Living with a courageous and relentless commitment to openness and honesty is a powerful way to live.
I am not merely saying this because I have personally adopted this commitment in my own life, I am saying it because many times I have seen the power of openness and honesty triumph over resignation, despair, and challenge, as well as nurturing opportunities to build trust and relationships. BUT, I have also seen openness, honesty, and bluntness deeply hurt and deflate people.
People often think that “having no filter”, “calling it as they see it”, and “putting it all out there” are strong leadership virtues. In fact, some cultures – the Dutch for example – pride themselves on their bluntness.
This ‘brutal honesty’ can definitely be a strength when it is delivered in a productive manner. However, brutal honesty can also be a disaster and an impediment, it can deeply hurt people and leave casualties.
I have seen examples like this multiple times in many companies. In one of the companies where I coached a sales manager was asked by his boss to represent his country in the weekly regional sales forecast call with the upper-level managers. The economic times were challenging and deals were hard to come by, so everyone on the call was somewhat tense and apprehensive, especially the sales manager’s boss’s boss, who was under tremendous pressure from his superiors to show results.
When it was time for the sales manager to present he didn’t have good news to share, so it didn’t take long before he found himself being questioned, grilled and criticized by those who attended the meeting. Needless to say, he left the call feeling devastated and publically attacked, humiliated and demeaned. His boss’s boss had a different depiction of the incident. His take was: “The sales manager came to the call unprepared so I gave him direct feedback and tried to help him steer his presentation the right way”.
If your openness, honesty, and bluntness don’t make a difference and empower the people you are communicating with, you have missed the mark big time.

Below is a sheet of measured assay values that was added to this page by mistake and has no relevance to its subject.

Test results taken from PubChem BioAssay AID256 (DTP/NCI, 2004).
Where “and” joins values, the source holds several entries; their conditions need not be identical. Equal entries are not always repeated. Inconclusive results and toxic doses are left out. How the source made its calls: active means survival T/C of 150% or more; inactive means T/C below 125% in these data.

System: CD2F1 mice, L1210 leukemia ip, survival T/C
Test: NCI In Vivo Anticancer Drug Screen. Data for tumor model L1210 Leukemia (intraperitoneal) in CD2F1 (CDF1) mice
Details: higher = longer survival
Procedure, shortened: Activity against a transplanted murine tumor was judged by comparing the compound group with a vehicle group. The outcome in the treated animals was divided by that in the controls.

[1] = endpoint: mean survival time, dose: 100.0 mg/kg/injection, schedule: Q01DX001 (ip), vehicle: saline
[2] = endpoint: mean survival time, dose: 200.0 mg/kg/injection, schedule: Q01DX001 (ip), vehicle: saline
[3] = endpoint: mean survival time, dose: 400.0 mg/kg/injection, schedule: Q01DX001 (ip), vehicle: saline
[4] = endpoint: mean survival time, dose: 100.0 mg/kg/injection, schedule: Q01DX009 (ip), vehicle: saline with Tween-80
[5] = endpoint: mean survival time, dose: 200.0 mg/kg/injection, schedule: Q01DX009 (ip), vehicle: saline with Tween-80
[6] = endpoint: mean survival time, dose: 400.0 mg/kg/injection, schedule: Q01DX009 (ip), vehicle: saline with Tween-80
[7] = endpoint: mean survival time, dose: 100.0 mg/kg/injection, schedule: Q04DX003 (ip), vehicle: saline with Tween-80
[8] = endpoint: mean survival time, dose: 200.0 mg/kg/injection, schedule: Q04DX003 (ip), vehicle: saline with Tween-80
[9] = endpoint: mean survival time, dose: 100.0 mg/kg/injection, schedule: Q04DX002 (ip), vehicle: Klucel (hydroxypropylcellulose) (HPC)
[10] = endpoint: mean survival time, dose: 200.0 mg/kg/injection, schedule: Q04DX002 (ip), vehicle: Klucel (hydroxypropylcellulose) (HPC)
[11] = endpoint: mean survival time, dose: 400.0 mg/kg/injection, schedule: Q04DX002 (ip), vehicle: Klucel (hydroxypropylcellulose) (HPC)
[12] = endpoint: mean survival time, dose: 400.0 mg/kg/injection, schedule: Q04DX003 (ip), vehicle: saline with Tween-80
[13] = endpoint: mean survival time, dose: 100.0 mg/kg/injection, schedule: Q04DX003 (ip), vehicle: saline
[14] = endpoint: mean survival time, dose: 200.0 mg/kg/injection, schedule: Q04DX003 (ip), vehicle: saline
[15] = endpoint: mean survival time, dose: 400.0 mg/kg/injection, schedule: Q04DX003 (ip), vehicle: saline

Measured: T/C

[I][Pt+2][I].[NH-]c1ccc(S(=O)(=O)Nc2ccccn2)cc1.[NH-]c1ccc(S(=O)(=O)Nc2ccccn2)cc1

People also often equate open, honest and direct communication to “getting it all off their chest“. In fact, in a recent coaching conversation, an executive boasted about the fact that he finally mustered the courage to tell his peer how he really felt about him, after a long period of accumulating pent-up frustrations and resentments about his colleague. At first, I empathized with his feeling of personal triumph. He acknowledged that he left the conversation feeling relief, but his colleague seemed quite upset and disheartened. Also upon further reflection, he admitted that the conversation didn’t address, resolve or improve anything. In fact, it damaged the trust and partnership with his colleague.
Putting it all out there, or getting if all off your chest is the wrong focus.
Making a difference should always be the purpose and focus of any communication. It should guide the approach, angle, style and intensity of all our conversations. If making a difference requires being completely open, honest and blunt, then so be it. But, if being completely open, honest and blunt would hurt, insult, demean or deflate the other person, it may be better not to say anything at all.
A friend of mine, who is teaching university post-graduates, shared with me how her boss adopted the “blunt, no filter” approach. Her boss, who came from the finance world, did not take into account the less brutal and more “diplomatic” academic world she was now immersed in, as a result his approach was less than successful. Consequently, my friend confessed to now feeling wary and cautious about bringing issues to the front because of her boss’s unorthodox style.
There are always appropriate, effective and productive ways to communicate, give feedback and express criticism and dissatisfaction – no matter how severe – that elevate and empower the person you are communicating with.
What good is it for you or anyone if people around you are torn down and/or afraid to speak their minds?